9. Cui Zhang

    As I was watching the video, The Origin of the News”, This video highlighted many important topics. The topic I was fascinated by was the printing press. In the video, they mentioned something about how the Romans weren’t actually the ones who invented paper in fact paper was created during the Chinese Han dynasty back in 105 CE. Before watching this video, I’ve always thought that the idea of paper was invented somewhere other than mother China. The video said, that during the Tan dynasty (618 CE) tipao known as a newspaper back in the day was quickly distributed everywhere to upperclassmen. Soon after that, quickly came the invention of block printing. With this powerful invention, the Chinese were able to create multiple copies of the tipaos. After that invention, a man back in the 11th century named Pi Sheng decided to it to another step by developing a way to make moveable printouts. I now have a better understanding of the origins of paper. 

    As I was reading Nolan Higdon, there were several points that I found interesting. He mentions many important key facts due to the issue involving “fake news”. The article said, “Censorship often backfires, making the content in question more desirable, a phenomena known as the Streisand Effect” (Higdon 2022). It’s crucial to know the world we humans live in right now always revolves around fake news. People often believe in the things they read but never the things they actually see in person. Another important key factor the article mentioned was, “Fake news—which I define as any false or misleading information introduced as fact-based news—is nothing new” (Higdon 2022). This can certainly become a major issue, especially with today’s technology. 

    The virtual tour I decided to go to is the “Virtual Tour of Printing House”. This video sparked my interest the most because I was fascinated. Printing Square House was invented back in 1862 and is located in New York. They have various incredible works such as moral and religious works, novels, sports, farmers, illustration, anti-slavery, and more. One thing I found interesting was when the video mentioned something about not knowing how many papers have been printed in New York. This had me thinking that New York probably has done many printing over the past decade and it’s amazing. Another thing that sparked my interest was the idea of humor. Apparently at 116 Nassau Street, there was a weekly Vanity fair published during 1859 – 1863 by some guy named Louis. Overall, this video was overwhelming and I got to learn many new information based on the topic of printing.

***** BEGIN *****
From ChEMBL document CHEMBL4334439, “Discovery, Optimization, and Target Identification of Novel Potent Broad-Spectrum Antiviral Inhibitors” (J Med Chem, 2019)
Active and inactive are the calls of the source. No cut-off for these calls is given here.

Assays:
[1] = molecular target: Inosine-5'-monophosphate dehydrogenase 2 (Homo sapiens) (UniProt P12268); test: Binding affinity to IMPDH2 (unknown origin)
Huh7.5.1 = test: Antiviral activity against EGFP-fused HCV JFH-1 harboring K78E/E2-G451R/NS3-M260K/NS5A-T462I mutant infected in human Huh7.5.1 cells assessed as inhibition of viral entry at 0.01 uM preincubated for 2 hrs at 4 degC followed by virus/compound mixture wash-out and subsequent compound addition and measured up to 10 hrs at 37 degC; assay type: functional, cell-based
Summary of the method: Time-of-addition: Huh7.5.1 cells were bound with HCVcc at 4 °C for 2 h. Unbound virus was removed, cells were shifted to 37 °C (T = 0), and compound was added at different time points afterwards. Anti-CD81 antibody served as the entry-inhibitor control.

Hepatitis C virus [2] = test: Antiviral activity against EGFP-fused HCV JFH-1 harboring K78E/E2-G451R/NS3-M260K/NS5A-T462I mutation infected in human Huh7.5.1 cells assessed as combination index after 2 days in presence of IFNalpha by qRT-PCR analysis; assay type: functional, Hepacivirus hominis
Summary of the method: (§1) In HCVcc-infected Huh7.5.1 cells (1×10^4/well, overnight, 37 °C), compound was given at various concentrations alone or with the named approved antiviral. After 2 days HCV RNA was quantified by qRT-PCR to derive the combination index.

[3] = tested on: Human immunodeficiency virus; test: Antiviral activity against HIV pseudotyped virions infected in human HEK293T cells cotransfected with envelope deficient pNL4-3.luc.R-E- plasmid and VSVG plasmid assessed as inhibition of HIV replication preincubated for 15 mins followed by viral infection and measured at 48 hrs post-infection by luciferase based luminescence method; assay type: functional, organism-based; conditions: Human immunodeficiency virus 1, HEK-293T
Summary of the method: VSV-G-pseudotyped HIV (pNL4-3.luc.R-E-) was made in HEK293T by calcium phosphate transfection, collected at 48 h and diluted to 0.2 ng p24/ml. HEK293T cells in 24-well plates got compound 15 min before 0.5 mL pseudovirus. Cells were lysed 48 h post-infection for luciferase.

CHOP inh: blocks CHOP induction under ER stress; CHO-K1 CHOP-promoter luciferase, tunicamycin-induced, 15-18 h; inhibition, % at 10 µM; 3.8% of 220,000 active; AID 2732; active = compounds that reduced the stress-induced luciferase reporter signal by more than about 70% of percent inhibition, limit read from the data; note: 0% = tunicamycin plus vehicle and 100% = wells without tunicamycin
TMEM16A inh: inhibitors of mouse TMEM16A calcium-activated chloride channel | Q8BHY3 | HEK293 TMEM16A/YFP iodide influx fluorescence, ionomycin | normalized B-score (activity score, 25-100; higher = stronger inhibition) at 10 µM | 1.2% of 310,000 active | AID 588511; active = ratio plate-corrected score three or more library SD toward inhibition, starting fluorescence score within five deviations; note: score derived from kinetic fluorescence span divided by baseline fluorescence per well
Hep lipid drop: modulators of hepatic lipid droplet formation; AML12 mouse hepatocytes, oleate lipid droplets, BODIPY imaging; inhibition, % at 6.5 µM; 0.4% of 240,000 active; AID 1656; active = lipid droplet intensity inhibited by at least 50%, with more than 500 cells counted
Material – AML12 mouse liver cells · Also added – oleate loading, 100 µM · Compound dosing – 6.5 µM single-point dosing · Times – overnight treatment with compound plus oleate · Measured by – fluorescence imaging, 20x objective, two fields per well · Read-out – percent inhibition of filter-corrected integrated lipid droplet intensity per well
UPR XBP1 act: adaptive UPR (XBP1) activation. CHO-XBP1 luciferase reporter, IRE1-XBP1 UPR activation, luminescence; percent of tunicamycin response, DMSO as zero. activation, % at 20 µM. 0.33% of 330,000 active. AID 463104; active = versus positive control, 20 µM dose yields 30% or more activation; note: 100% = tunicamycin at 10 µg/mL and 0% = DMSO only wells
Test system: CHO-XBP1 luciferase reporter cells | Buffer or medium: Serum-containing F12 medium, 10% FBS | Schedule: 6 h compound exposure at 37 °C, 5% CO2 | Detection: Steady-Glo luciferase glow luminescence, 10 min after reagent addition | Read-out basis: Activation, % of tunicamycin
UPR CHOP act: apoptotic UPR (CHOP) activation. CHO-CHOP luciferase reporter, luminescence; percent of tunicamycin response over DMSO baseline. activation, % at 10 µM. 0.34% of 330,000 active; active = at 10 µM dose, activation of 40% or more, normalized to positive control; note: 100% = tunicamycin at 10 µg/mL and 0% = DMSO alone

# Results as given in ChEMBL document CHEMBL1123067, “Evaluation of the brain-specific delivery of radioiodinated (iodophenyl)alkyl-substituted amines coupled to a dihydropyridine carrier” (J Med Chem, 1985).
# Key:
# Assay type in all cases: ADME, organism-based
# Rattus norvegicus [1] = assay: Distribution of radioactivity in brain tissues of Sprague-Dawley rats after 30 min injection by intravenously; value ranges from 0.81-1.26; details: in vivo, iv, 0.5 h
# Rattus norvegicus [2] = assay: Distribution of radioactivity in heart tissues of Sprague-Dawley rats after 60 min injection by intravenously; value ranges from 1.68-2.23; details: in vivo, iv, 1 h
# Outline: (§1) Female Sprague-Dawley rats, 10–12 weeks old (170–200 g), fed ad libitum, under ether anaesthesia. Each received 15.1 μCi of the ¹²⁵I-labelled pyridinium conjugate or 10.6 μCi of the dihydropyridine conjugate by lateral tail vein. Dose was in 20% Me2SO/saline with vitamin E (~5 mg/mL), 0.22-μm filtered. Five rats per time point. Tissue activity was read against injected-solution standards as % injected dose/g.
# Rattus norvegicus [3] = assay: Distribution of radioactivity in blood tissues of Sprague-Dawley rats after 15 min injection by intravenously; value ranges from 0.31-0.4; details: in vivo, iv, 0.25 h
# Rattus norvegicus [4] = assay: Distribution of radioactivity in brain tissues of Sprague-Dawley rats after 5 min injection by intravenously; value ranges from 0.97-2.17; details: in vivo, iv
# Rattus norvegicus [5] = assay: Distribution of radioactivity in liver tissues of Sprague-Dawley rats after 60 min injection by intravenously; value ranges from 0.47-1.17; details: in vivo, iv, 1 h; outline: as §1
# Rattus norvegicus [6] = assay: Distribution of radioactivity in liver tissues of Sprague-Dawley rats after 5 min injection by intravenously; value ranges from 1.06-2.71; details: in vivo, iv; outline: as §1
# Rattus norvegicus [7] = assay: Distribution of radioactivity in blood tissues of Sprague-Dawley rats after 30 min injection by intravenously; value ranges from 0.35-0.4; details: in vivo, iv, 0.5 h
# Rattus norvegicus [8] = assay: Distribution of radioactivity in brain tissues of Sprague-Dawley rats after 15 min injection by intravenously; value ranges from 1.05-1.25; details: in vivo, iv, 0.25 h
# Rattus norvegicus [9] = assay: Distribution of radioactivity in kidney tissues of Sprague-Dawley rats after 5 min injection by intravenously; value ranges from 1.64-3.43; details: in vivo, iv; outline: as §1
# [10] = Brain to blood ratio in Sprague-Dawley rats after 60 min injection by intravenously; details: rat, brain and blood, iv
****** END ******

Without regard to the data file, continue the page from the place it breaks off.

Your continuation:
10. Elan Gan

    In the video, “The Origin of the News”, they really took a deep dive into the history of the news and how everything was being spread out to the public like it is now. There were a lot of key moments that really grabbed my attention but one specific section that really grabbed my attention was the beginning of how news was being spread out and the transition from still not being able to spread the population of the news to newspapers. In the beginning, it all started off with speakers ascending to the platform at the Roman forum to present a political edict. This was a good start to this whole project but it wasn’t enough as the population that heard this news was very limited. As time went on a German goldsmith used to skills and was able to create a movable type-based press system. From there different people made breakthroughs and found ways to develop this project and from there the newspaper’s laws were created. Not following these rules would result in really serious consequences and penalties.

    I also watched the Union Square Tour. This video was very focused on the history of this location and how it developed. When years went by the government decided to reconstruct Union Square and the people that helped with this project were the same people that built the famous Central Park. The part of the video that really stood out to me was as everyone may heard of already, the Flatiron Building. This building attracted many tourists to come and observe this unique building. I personally have visited Union Square many times and the environment of the park is very pleasant to be around. There are a lot of activities you can do such as hiking, walking eating, or even relaxing looking at the green colors around you.

  11. Coumba Diallo

    When watching “The Origin Of the News” one topic that stood out to me was the revolution of technology that helped people watch news. The first radio news was broadcast on August 31, 1920 by station 8MK. Going from newspaper news to radio news people then had to find a way to attract listeners through radio. Which stood out to me because when hearing news on radio they portray their voice a certain way that can catch listeners attention. Which is way different from people reading for themselves and more entertaining. They even made news on radio more structured and simpler where listeners wouldn’t get confused on the certain news. This then led to an even bigger revolution called newsreel.